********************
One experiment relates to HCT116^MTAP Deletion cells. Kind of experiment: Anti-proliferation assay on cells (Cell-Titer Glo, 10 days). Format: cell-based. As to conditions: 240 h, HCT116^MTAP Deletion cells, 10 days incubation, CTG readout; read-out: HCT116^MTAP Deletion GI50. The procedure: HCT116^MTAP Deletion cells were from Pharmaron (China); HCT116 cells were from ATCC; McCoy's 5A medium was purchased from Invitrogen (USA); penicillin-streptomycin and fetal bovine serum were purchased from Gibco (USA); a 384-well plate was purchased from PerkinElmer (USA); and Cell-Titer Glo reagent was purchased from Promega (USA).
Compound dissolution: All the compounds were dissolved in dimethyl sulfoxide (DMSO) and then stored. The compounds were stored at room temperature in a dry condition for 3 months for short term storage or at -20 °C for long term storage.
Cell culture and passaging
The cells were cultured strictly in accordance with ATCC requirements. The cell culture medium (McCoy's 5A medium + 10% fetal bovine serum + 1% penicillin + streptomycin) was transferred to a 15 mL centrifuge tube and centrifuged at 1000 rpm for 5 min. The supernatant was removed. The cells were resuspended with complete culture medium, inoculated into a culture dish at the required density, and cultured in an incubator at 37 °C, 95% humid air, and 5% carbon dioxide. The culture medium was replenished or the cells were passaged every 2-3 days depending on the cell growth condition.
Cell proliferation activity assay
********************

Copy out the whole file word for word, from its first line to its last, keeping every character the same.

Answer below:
One experiment relates to HCT116^MTAP Deletion cells. Kind of experiment: Anti-proliferation assay on cells (Cell-Titer Glo, 10 days). Format: cell-based. As to conditions: 240 h, HCT116^MTAP Deletion cells, 10 days incubation, CTG readout; read-out: HCT116^MTAP Deletion GI50. The procedure: HCT116^MTAP Deletion cells were from Pharmaron (China); HCT116 cells were from ATCC; McCoy's 5A medium was purchased from Invitrogen (USA); penicillin-streptomycin and fetal bovine serum were purchased from Gibco (USA); a 384-well plate was purchased from PerkinElmer (USA); and Cell-Titer Glo reagent was purchased from Promega (USA).
Compound dissolution: All the compounds were dissolved in dimethyl sulfoxide (DMSO) and then stored. The compounds were stored at room temperature in a dry condition for 3 months for short term storage or at -20 °C for long term storage.
Cell culture and passaging
The cells were cultured strictly in accordance with ATCC requirements. The cell culture medium (McCoy's 5A medium + 10% fetal bovine serum + 1% penicillin + streptomycin) was transferred to a 15 mL centrifuge tube and centrifuged at 1000 rpm for 5 min. The supernatant was removed. The cells were resuspended with complete culture medium, inoculated into a culture dish at the required density, and cultured in an incubator at 37 °C, 95% humid air, and 5% carbon dioxide. The culture medium was replenished or the cells were passaged every 2-3 days depending on the cell growth condition.
Cell proliferation activity assay